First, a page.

Patio Writing

2016-07-01 Patio Writing

On this rare occasion, I have a day clear of to-do lists and events, so I’m writing. It took a teensy bit of finagling, canceling one engagement for the day, but it’s worth it. Chad made me breakfast this morning, and then I promptly got to work writing.  How special is this day?

I gathered my materials up: laptop and power cord, extension cord slipped under a window screen, note cards for the book I’m writing, “whiteboard” notes for the book, my phone, a glass of water, paper, pen, and “Out of Sorts” by Sarah Bessey, in case I need a mental break and some inspiration.

I gathered up all these things and brought them out to our picnic table on the patio. It is 74 degrees outside, and clear, with a breeze. Birds are making myriad sounds around me, the breeze is rushing through the tree branches, someone down the street is mowing their lawn, an airplane cruises by, thousands of miles above my head. The sun is bright enough to warm me up, but hidden enough to keep away any glare (for now). Just perfect. I’ve prepped myself with writing options and comforts.

On a normal work day, I sit inside at a computer, alternating my gaze at two large monitors, tracking social media engagement, updating webpages, and running digital ad campaigns for a local nonprofit. It’s good work, but it’s not my end goal and so it’s often frustrating and tiring and, many days, monotonous. I know people who love that work, who get excited by Google analytics and click-through rates. But that’s not me. Many days I wish that was me so that I could be content with the work that pay the bills. And don’t get me wrong, there are many things good and very good about that job. I know I’m lucky to have it at all.

But today. This feels more like me. At least, it’s much closer to the work I want to do, the work that makes me excited. It’s still very hard work. I have notes and timelines and more notes and reflection questions and 25,000 disorganized words reminding me that writing is hard. This book is, by no means, going to write itself.

Writing is hard, but it’s healing and it’s important work, to me and I hope to readers, present and future. So I read and I write and I know this will probably never pay the bills, but that’s okay. If I can have days like this, with hours ahead and endless pages to scribble-type on, that’ll do just fine.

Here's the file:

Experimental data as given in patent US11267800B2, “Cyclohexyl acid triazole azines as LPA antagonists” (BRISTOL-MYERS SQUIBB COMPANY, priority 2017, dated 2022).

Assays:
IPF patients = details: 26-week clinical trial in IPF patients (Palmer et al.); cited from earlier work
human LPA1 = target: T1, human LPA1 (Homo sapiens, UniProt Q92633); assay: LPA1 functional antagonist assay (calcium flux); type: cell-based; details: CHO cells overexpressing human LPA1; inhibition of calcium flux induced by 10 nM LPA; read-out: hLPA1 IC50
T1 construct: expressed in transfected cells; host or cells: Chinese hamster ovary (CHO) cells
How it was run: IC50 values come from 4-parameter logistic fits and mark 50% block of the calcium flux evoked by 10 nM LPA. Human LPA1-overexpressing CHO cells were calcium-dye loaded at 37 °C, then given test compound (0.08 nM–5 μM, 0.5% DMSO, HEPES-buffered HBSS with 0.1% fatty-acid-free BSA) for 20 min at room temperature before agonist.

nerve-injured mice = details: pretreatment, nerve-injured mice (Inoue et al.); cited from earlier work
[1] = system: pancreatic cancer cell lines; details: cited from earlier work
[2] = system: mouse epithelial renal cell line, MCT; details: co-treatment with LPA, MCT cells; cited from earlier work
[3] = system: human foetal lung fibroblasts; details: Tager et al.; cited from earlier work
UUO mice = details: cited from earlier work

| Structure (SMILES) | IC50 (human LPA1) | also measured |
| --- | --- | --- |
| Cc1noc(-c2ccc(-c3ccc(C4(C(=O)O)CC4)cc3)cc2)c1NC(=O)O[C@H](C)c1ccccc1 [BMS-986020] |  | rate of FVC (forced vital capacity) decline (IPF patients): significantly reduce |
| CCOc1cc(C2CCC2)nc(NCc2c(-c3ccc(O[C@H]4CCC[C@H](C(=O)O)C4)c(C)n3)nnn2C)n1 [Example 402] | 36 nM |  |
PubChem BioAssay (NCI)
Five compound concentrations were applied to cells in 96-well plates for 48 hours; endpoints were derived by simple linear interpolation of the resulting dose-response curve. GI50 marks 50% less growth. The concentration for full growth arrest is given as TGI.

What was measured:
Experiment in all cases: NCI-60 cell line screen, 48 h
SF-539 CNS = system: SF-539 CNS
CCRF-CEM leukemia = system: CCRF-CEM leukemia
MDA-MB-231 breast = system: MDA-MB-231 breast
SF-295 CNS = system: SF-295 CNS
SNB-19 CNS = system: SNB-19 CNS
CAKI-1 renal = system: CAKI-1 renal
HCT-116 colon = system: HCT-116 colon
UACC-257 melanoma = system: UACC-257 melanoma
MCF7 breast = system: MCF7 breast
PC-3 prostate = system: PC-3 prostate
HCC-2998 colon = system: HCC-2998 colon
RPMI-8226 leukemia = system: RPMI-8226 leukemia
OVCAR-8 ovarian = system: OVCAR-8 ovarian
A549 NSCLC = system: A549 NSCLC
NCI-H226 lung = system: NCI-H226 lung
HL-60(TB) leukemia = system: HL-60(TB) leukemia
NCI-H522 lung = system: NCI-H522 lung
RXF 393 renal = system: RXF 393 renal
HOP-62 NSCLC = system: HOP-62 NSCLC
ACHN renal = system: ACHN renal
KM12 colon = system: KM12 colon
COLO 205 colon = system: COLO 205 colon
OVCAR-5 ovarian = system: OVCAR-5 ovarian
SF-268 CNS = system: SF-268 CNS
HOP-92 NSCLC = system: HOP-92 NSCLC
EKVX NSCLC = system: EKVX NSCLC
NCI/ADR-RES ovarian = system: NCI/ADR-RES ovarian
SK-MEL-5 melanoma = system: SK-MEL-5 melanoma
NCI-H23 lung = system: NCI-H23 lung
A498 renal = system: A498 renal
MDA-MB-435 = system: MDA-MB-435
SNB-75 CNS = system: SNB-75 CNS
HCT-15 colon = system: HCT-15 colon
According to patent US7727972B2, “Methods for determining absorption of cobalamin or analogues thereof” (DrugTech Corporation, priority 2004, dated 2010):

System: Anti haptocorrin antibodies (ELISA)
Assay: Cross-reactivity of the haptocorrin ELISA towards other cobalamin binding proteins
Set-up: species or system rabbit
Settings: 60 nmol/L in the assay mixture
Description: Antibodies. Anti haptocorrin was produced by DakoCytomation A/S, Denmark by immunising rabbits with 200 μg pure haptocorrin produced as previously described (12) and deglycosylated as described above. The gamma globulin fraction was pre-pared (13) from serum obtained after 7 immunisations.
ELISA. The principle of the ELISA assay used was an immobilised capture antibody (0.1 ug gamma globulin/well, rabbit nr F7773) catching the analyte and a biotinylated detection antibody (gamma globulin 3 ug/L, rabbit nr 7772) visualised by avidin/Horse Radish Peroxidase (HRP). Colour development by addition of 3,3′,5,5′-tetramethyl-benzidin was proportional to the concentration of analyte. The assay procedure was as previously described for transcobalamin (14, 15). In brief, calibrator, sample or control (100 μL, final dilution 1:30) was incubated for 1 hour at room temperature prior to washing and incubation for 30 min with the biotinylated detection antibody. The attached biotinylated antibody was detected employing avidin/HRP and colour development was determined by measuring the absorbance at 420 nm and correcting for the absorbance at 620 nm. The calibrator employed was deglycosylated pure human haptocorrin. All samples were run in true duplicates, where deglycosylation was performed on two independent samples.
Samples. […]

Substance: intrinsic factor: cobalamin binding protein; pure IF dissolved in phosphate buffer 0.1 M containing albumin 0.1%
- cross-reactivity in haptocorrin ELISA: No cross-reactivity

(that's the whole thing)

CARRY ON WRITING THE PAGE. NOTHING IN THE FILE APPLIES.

And I needed a day like today to remind me how exciting this work is, how much I enjoy sitting here with my words, arranging and rearranging them, trying to make enough sense of two years of pain and struggle to create a story that connects with readers.

At the writer’s conference I went to in early June, Author Philip Yancey spoke at two of the general sessions, and in talking about the writing process, he said, “At 2:30,  I found a really good adverb… And that was my day.”

That’s the kind of day I’m expecting. The slow process of choosing the right words– or stumbling upon them– the magic of a good phrase, the right metaphor. In organizing and reorganizing the words I already have written, I fully expect not to get much actual writing done today, but the editing and arranging and planning parts are coming together and that’s important. In the end, a really good adverb will make the day a success. I’ll definitely count that as a win.

After all, I have a full day of beautiful weather and empty pages to fill. This day started as a success, a refreshing respite from regular life. Any progress today is good progress.


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